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Tuesday, March 06, 2007

CPAC Poll Results—My Initial Reactions



The results are in folks, from this year's Conservative Political Action Conference (CPAC) straw poll:



Interesting Information about CPAC voters:

- 82% Favor sending an additional 20,000 troops to Iraq.

“How important is it for the next Republican nominee to focus on each of the following issues?”

- The War on terrorism, The War in Iraq, Reducing Goverment Spending, Illegal Immigration, Lowering Taxes, Reducing the size of the Federal Government, and Reforming Social Security all received over 85%.


THE CANDIDATES

From the following list – who would be your FIRST choice to be the Republican Nominee for President in 2008?

Romney 21%
Giuliani 17%
Brownback 15%
Gingrich 14%
McCain 12%
Other prospective 2008 nominees received less than 5%


SECOND choice for the Republican Nominee for President in 2008?

Gingrich – 16%
Giuliani – 16%
Romney – 9%
Brownback – 8%
McCain – 8%
Huckabee – 6%
Tancredo – 5%
Hunter – 5%
All others tested received less than 5%


Combined 1st and 2nd Choice for Republican Nominee in 2008:

Giuliani – 34%
Romney – 30%
Gingrich – 30%
Brownback – 24%
McCain – 20%
Tancredo – 9%
Huckabee – 8%
Hunter – 7%
Paul – 6%
Gilmore – 6%
**All others tested received 5% or less

From the following list – who would be your FIRST choice to be the Republican Nominee for President in 2008? (Among Individual Freedom and Smaller Government Voters)

Romney – 21%
Giuliani – 17%
Brownback – 15%
Gingrich – 14%
McCain – 12%
All others tested received 5% or less


From the following list – who would be your FIRST choice to be the Republican Nominee for President in 2008? (Among Traditional Values Voters)

Brownback – 29%
Romney – 22%
Gingrich – 13%
Giuliani – 8%
McCain – 8%
All others tested received 5% or less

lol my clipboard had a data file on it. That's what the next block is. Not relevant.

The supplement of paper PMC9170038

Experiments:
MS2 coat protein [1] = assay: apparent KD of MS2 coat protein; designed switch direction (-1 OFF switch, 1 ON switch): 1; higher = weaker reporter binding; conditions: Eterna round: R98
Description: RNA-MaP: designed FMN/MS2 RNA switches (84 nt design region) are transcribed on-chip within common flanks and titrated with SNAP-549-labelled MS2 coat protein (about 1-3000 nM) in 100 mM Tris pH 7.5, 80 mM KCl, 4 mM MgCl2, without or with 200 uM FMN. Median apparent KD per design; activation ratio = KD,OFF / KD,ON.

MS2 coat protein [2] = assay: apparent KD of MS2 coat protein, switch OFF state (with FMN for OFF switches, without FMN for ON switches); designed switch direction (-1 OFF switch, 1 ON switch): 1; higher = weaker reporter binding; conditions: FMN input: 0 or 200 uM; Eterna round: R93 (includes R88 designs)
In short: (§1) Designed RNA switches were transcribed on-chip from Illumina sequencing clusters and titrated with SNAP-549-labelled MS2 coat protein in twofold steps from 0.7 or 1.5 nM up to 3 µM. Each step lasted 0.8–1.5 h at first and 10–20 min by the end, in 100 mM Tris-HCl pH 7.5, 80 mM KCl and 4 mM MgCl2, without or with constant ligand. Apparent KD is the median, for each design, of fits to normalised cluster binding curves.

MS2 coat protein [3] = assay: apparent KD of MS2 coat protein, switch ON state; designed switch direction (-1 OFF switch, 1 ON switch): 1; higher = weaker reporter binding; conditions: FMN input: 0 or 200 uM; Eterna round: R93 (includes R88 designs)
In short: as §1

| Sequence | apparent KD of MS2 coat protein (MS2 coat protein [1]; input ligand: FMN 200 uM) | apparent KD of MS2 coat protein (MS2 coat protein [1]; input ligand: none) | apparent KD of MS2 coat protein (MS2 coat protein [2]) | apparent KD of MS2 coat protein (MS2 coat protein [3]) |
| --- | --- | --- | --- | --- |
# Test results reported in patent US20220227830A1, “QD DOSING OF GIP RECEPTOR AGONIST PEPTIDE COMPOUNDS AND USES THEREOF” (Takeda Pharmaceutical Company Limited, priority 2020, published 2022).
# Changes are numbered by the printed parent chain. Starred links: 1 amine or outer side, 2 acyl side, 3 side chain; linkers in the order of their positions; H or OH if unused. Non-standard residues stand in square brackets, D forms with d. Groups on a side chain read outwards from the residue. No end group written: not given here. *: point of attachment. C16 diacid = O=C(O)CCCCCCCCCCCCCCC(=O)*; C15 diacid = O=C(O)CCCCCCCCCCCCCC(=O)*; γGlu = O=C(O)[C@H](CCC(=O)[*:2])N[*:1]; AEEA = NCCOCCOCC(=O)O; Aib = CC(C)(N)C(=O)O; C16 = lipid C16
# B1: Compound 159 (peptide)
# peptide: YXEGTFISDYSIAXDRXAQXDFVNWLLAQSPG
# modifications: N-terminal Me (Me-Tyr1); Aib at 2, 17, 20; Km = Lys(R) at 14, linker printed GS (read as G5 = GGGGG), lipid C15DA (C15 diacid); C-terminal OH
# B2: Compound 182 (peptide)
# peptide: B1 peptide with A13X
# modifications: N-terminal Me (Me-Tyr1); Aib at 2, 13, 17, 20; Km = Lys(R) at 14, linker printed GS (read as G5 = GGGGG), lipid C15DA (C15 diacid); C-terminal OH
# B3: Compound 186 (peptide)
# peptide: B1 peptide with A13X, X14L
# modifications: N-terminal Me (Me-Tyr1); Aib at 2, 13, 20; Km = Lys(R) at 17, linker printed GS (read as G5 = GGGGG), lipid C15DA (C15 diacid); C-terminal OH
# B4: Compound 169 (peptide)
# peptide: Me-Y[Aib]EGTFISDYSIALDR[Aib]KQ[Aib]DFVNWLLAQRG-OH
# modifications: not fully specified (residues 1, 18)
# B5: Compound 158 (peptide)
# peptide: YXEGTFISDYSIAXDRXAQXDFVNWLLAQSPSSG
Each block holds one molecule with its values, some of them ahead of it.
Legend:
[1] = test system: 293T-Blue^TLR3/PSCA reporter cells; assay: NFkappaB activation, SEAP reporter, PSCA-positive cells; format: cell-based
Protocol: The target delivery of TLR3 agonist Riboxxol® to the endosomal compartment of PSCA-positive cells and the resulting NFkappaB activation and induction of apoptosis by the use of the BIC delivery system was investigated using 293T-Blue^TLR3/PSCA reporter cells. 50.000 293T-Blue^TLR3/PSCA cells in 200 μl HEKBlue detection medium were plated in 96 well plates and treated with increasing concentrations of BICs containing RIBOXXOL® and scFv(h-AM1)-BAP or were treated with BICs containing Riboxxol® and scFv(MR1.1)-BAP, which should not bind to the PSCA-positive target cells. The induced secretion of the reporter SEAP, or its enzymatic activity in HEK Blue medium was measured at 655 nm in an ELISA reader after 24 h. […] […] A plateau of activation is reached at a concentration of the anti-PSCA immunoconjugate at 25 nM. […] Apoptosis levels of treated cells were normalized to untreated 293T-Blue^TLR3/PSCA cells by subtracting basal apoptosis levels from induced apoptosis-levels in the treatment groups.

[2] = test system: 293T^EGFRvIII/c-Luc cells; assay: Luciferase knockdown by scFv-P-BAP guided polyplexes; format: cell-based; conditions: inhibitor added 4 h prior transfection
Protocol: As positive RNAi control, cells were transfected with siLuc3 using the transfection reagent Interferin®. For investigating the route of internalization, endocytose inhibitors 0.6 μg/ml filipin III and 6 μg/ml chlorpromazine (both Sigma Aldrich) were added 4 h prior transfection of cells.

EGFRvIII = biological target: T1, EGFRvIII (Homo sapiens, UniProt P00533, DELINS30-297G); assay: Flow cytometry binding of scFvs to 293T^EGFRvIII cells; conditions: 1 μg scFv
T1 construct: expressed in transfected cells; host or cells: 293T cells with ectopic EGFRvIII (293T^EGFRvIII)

From the following list – who would be your FIRST choice to be the Republican Nominee for President in 2008? (Among Secure and Guarantee Safety Voters)

Giuliani – 25%
Romney – 21%
McCain – 18%
Brownback – 11%
Gingrich – 9%
All others tested received 5% or less


MY COMMENTARY


I know that most people, and the media especially, only seem to care about who won first choice, but I think the most valuable information from the CPAC Straw Poll is how these candidates did with certain type of voters. Obviously Brownback continues to be identified as the top social conservative in the race, while Rudy Giuliani dominates the field when it comes to national security (a surprise to me- I would’ve thought that CPAC voters would realize that managing a terrorist attack is not the same as preventing it).

Also, I believe the combined first and second choice candidate’s scores are more important than the first alone because they demonstrate who the attendees are willing to support. Considering this, all true conservatives should shudder: Giuliani, a pro-death, pro-gay marriage semi-libertarian dominated this poll. I was honestly shocked by that result; I had thought he was mostly popular among the uninvolved, moderate crowd—certainly discription of the CPAC attendees. As to my opinions of the man, I think Ann Coulter said it best: "When we to the point where both presidential candidates support abortion, I think we can hang it up as a country."